BY: LAUREN D’SOUZA
Every morning, I am awoken not by my phone’s alarm, but by the loud, annoying, seemingly omnipresent din of leaf blowers. This summer, I’m living in Westwood, a section of Los Angeles adjacent to the beautiful UCLA campus, the Los Angeles National Cemetery, and an expansive public park and playground.
Although the well-manicured lawns and trees of Westwood receive much less water than they used to, they still produce leaves. These leaves inevitably creep onto sidewalks. Much to the chagrin of nearby residents, the city brings in high-powered, high-decibel leaf-blowers to get rid of the debris.
I’ve noticed that we take leaf-blowers for granted. That is, we assume that when there are stray leaves on the ground, these machines are the best and only solution. However, Professor Tanja Srebotnjak comments, “Leaf blowers are not very widespread in Germany, where simple raking is still the method of choice to get rid of leaves on the ground.”
She remarks, “Raking is better on all fronts: for the environment, for peace and quiet, and even for the gardener’s health.” Professor Srebotnjak is correct—according to the Washington Post, the two-stroke engines in gas-powered leaf-blowers emit carbon monoxide and nitrogen oxide at levels comparable to or higher than large automobiles.  These blowers are heavy, too, with the common backpack models weighing around 20-22 pounds.  A Massachusetts nonprofit organization dedicated to reducing hearing loss found that any sound over 85 decibels can be harmful to hearing, and ranked leaf-blower noise levels at around 115 decibels,. 
Consumer Reports notes that some residential communities and even entire cities in California have banned the use of all leaf-blowers, regardless of size, power source, or noise level.
With all this controversy, wouldn’t it be much easier to just stick with the faithful, if perhaps old-fashioned, method of raking or sweeping leaves away?
The leaf-blower is just one example of a household appliance that uses a disproportionate amount of resources and causes a disproportionate amount of pollution while having a low-cost, environmentally friendly alternative.
Here are a few more, with their eco-friendly alternatives listed:
Electrically powered clothes dryers are notorious energy guzzling appliances. The Guardian writes, “An average drying-machine cycle uses just over 4kWh (kilowatt-hours) of energy and produces around 1.8kg CO2. If all households with a tumble dryer dried one load of washing outside each week, instead of by machine, they would save over a million tonnes of CO2 in a year.”  Avoiding dryers is simple—if you don’t have the space to hang a proper outdoor or indoor clothesline, foldable metal drying racks are a perfect alternative. The Hixon Center even has several metal drying racks available that Harvey Mudd students can borrow for free for a whole semester.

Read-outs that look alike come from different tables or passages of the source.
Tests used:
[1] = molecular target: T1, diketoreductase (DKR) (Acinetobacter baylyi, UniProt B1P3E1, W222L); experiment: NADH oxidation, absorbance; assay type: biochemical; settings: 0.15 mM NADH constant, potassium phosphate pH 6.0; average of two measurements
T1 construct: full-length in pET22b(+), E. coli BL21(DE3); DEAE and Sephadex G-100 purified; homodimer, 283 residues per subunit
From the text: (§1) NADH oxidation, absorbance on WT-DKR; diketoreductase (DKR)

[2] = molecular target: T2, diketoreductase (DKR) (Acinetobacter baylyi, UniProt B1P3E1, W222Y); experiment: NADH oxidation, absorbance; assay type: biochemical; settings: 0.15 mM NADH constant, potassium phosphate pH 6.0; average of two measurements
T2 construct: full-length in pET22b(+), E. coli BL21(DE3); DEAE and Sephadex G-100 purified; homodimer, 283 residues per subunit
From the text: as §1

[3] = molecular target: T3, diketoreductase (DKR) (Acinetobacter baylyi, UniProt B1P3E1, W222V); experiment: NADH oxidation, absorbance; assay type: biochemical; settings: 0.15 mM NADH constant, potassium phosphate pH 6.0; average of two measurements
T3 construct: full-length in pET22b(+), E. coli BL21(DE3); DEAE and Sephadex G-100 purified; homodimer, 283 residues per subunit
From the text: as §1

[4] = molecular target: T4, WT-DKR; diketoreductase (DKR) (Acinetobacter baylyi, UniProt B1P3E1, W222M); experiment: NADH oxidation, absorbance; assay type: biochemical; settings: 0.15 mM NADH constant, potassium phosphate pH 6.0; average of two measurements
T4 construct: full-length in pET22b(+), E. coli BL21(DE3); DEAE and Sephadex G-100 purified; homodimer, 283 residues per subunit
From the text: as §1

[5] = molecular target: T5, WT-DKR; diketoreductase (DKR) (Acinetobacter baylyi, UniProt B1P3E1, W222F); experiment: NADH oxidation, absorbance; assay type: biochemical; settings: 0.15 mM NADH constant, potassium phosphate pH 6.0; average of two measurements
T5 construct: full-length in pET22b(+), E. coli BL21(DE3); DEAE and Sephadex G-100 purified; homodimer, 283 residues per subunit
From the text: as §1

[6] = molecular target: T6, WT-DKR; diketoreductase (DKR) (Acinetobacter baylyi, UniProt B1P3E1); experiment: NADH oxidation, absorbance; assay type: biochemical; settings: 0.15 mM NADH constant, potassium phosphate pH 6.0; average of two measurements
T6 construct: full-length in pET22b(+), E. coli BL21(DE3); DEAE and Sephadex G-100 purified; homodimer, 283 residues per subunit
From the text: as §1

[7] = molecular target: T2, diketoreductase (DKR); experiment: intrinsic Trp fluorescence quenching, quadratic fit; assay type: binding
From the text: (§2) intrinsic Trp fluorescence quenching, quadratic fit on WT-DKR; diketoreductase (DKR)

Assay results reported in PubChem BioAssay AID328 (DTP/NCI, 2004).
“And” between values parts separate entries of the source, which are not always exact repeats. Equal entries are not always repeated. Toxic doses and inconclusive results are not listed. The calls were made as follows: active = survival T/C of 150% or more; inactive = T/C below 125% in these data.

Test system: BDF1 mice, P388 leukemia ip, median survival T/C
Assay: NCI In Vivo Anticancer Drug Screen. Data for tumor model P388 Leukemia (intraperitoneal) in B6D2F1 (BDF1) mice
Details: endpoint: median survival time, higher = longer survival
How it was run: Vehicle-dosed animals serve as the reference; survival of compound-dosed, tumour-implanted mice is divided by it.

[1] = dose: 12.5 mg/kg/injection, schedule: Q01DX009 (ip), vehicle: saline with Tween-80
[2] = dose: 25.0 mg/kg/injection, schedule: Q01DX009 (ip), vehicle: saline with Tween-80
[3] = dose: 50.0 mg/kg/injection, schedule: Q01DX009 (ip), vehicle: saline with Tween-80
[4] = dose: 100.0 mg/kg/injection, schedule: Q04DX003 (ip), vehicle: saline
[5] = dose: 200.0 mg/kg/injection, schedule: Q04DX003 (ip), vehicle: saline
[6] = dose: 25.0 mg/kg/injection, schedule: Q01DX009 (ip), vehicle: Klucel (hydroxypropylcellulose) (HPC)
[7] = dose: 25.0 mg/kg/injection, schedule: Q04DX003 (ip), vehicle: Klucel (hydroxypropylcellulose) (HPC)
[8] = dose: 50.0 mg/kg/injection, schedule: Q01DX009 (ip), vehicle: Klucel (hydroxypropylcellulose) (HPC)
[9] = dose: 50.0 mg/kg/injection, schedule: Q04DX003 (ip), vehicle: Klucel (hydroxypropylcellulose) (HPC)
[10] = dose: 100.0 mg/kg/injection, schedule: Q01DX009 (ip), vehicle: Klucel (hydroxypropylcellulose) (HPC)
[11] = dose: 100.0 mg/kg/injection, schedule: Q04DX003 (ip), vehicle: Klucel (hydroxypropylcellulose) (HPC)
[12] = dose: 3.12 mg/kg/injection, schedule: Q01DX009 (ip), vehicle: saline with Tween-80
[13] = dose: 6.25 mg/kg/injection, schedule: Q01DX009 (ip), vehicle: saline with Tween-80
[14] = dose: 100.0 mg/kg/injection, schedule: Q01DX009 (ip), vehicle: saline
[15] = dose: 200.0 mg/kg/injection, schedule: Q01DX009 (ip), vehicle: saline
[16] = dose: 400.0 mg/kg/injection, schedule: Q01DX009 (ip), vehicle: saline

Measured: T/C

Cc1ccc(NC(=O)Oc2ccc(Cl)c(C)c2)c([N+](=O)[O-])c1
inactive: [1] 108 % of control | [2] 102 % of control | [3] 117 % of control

Although it’s hard to imagine the utility of this appliance right now in the middle of summer, space heaters are useful for the convenience and immediacy of plugging in and warming up. However, most convection space heaters use around 1500 watts of energy. Compare that to a microwave, which uses around 1100 watts! There are several alternatives for staying warm on a cold winter’s day: wearing more layers, using a hot water bottle, and even baking something in the oven.
Blow dryers, Flat Irons, Curling Irons
Thermal hair appliances use quite a bit of energy for an everyday item. Blow dryers in particular consume a lot of power—anywhere from 700 to 1500 watts. Although flat irons and curling irons use less energy, they’re still easily avoidable devices. Consider cutting down frequent use of these devices, which can damage your hair and consume unnecessary power!
Dishwashers use around 1800 watts of energy on average while running, and consume about 6 gallons of water per cycle.  These appliances are useful and efficient if you’re running a full load of dishes, but far less efficient if you only have a few dishes to wash. Make sure to use the “eco” setting on your dishwasher if possible. End the cycle during the heat/dry phase, and pull the racks open to air dry instead. We tend to underestimate how much water we use in hand-washing dishes, so be conscious of your water consumption while rinsing and soaking.
We tend to keep most of our devices plugged in and on standby or hibernation mode when we’re not using them. Even if they seem to be off, these electronics still draw a small amount of power called a “vampire load.” To eliminate this vampire load, make sure to turn your electronics off or unplug them from the outlet. Better yet, utilize power strips with on/off switches to easily control the flow of power—this can help save 5-15% of your electricity usage. The Hixon Center also has power strips with on/off switches available to use for a whole semester for free!
Keep in mind that as our energy system moves to a more distributed grid, the time at which you use your appliances matters more. Utilities charge different rates at peak, part-peak, and off-peak hours, particularly during the summer. Find out the hours of peak usage from your energy company and use timers and apps to control when you’re running your heavy-duty appliances. Shifting your energy usage to off-peak periods will have a huge impact on your electricity bill.
If you want to find out about how much electricity your other household appliances use and how much it costs you every year, check out the energy saver tool from the Department of Energy.
As always, when you’re buying new products and appliances, check the DOE’s EnergyStar® certification list to find an energy efficient option.
If you enjoyed this post, you might also like our entry on disposable household items and their reusable alternatives.